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In various behaviors and overall level of discipline the personality of a honeybee colony reflects that of the queen. Workers of course also have their own personalities.

Hive personality can make the difference whether a nest survives the winter. A colony lacking disciplined diligence is at risk. No species illustrates the importance of leadership like honeybees.

 Life Cycle

A queen bee lays just 1 pearly-white egg into each brood comb cell. (The brood cells of queens-to-be are separate from those of workers.) A goodly portion of yolk is laid into the cell prior to the egg. The queen glues the egg to the floor of a cell.

After 3 days the eggs hatch into larvae: tiny wormy creatures as white as snow. (72 hours is average. Incubation time varies from ~44 to ~144 hours.) All other insects hatch from their eggs by rupturing the egg membrane. Honeybee egg membranes uniquely dissolve during eclosion (hatching from the egg).

Nursing larvae is an intensive mothering. Nurse bees make ~10,000 visits to each larva during its development.

Larvae are fed by nurse bees from special glands in their heads which produce bee milk: a milky-white liquid which is the honeybee equivalent of mother’s milk. To produce this food, nurses must gorge on protein-rich pollen.

Bee milk which is deposited in gyne (larval queen) cells is called royal jelly. The protein royalactin in royal jelly engenders development of a queen via epigenetic modifications.

Brood food refers to any food provided to growing larvae, including bee milk/royal jelly and other foodstuffs. Whereas brood food may be placed in more spacious gyne cells, worker and drone larvae are always fed directly.

The food given to larvae depends upon their age and caste. All larvae are fed mainly bee milk for a brief period in early development. Only gyne are extensively fed royal jelly throughout the larval stage.

All larvae are vaccinated against local pathogens. The vaccine, in the form of a bee blood protein, is put into brood food.

Whereas queenly larvae consistently receive a diet rich in proteins and sugar, the brood food of worker larvae changes during development. To rapidly gain weight, young worker larvae get a rich diet. Older larvae require less protein; instead needing a high-sugar diet to complete development.

Bee milk is mixed with crop contents in specific proportions for proper nutritional value, depending upon development stage and caste. The mixture of bee milk, honey (or nectar), and pollen given older worker larvae is sometimes called bee bread.

Larvae tell their caregivers what they want to eat via pheromones, which waft through the hive. Foragers adjust their harvests based upon these chemical communiqués.

Workers recognize larval age by detecting changes in the pheromones emitted by larvae as they mature and adjust the foraging division of labour (pollen versus nectar) to meet the nutritional needs of the colony’s brood. ~ American entomologist Kirsten Traynor et al

After 6 days, worker larvae spin their cocoons and pupate: mummies in the privacy of their capped cell.

(Developing bees undergo 6 molts, during which the exoskeleton is shed. 5 of these occur during larval development. The last happens when a bee emerges as an adult.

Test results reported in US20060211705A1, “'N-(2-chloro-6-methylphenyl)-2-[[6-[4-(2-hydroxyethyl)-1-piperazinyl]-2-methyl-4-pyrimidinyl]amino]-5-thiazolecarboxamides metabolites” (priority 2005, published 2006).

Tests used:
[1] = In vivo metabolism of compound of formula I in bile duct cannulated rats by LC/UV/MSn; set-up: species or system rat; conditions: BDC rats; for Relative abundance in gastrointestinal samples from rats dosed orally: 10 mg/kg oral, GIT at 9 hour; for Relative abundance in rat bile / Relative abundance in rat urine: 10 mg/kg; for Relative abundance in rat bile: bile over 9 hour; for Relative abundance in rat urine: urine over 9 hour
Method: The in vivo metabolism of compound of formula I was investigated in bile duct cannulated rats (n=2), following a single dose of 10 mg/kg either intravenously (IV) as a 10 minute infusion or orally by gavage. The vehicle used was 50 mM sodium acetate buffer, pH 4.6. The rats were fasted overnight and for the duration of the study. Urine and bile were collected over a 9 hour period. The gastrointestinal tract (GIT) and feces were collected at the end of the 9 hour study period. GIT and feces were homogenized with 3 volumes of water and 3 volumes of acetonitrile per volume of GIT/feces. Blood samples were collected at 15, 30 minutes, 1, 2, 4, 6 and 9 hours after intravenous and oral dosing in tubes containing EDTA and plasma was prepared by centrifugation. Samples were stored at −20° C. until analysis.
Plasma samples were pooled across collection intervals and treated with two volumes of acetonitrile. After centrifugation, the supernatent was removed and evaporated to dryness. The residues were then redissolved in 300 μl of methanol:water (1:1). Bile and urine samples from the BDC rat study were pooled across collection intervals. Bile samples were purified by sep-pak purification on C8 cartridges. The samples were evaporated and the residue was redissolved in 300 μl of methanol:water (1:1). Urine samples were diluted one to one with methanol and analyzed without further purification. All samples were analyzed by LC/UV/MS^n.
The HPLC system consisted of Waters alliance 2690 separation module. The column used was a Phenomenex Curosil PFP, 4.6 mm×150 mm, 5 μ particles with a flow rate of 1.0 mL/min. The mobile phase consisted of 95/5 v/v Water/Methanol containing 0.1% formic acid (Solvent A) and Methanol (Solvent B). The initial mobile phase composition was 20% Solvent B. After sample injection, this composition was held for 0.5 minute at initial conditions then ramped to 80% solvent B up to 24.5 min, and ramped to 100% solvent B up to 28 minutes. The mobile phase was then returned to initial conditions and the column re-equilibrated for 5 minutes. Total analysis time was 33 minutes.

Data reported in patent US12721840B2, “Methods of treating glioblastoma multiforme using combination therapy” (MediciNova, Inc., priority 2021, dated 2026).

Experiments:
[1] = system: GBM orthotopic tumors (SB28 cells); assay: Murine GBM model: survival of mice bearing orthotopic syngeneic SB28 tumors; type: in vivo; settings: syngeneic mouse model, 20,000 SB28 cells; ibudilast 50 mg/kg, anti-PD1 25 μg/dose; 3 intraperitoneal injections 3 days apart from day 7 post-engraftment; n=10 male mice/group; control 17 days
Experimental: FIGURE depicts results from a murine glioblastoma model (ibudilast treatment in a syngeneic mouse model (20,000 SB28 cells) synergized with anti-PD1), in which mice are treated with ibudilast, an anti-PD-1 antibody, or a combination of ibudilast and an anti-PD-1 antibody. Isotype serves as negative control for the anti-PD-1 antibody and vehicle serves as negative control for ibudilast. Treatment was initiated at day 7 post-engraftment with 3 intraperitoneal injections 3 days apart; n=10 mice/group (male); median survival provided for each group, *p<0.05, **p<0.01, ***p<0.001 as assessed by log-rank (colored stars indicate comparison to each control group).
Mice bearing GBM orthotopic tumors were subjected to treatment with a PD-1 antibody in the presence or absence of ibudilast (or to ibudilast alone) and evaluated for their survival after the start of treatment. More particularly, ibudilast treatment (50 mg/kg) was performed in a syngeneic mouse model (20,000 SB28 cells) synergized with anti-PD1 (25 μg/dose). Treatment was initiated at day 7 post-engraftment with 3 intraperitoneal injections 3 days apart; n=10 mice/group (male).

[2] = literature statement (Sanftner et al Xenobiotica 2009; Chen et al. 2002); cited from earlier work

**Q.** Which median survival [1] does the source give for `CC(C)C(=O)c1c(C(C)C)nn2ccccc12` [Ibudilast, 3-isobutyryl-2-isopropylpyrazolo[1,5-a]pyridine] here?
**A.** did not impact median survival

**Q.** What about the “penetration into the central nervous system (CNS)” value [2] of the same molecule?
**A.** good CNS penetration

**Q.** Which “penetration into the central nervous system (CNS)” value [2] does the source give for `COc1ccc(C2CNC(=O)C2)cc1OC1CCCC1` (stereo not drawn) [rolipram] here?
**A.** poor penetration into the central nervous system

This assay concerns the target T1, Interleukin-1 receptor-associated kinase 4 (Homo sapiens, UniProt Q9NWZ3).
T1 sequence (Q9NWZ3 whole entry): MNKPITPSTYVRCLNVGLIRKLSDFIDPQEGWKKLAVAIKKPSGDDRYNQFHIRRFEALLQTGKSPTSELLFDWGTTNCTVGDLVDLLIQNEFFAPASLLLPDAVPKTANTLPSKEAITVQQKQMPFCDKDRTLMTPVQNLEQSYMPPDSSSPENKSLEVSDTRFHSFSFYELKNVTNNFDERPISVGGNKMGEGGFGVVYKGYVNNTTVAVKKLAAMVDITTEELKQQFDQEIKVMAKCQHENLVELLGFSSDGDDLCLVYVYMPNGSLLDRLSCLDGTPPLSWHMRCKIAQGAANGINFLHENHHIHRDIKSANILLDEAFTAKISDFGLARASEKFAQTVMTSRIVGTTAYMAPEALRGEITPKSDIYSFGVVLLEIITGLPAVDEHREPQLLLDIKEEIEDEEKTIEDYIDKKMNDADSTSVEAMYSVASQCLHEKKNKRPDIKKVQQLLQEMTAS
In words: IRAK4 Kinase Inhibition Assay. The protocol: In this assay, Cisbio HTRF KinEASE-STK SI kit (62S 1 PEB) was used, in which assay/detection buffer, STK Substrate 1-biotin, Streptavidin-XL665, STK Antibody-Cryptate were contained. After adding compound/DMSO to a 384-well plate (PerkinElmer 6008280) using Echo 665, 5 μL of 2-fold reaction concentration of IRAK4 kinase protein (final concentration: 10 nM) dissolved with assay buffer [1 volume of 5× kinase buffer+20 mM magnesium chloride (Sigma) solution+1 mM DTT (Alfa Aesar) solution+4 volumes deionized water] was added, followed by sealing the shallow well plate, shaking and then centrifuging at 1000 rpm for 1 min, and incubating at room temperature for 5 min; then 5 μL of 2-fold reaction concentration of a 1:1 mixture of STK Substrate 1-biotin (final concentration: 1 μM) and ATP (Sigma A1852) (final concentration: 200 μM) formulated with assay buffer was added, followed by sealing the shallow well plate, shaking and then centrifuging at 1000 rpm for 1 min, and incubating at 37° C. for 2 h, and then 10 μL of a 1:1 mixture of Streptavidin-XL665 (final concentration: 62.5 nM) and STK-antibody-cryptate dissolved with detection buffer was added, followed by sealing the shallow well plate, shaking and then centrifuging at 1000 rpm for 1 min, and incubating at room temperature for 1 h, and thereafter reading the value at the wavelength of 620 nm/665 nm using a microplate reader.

The final larval molt is the metamorphosis into a pupa. Prepupal larvae begin to look like adults just before the cuticle is shed. Following the molt, as a pupa, the adult bee form is obvious.

To spin a cocoon, a larva uncurls, stretching out fully within its cell, with its head towards the capped end. The cocoon is mostly secreted silk from what will become salivary glands in adults. Also mixed in is feces. A larva defecates early during cocoon construction, having been unable to do so during its larval feeding, as it had no outlet. The feces provide pupal casing material.)

The cell is capped at the proper time by workers tending the larvae. 12 days later adult bees chew their way through the wax cap, ready to join the hive. (Under normal colony conditions, brood mortality is low: over 90% of the eggs laid live to adulthood.) Whereas workers go from an egg laid to a bee in 21, queens develop in 16 days, while drones take 24 days.

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Worker bees live only 6 weeks. A queen may live for 3 years, eventually worn out from laying a prodigious 1,000 to nearly 2,000 eggs a day, depending upon the season. A queen lives for the continuance of the hive, relentlessly laying 500,000–750,000 eggs in her lifetime.

 King Bee

Conformant with the ways of the human world, the large bee heading the hive was thought to be a king well into the 17th century.

The king bee never leaves the hive, either for food or any other purpose, except with the whole swarm. ~ Aristotle

As early as the 300s (6 centuries after Aristotle), writers were mentioning the “mother bee.” Despite the descriptor, she wasn’t really running anything – she was too busy laying eggs. The idea of a female leading any animal society seemed absurd.


6 to 10 young bees, usually less than 12 days old, constantly attend the queen, grooming and feeding her rich royal jelly, which includes an immune-system booster.

Colonies grow in size as long as floral resources support them or until a queen falters.

The queen secretes a pheromone which suppresses ovulation in the ovaries of workers and prevents them from rearing new queens. Workers frequently lick the queen. In offering food to other workers, the queen substance pheromone is passed around the brood chamber.

Colony business as usual lasts only as long as a queen keeps doping the colony. It is an honest signal of a queen’s productivity, which is essential to hive survival.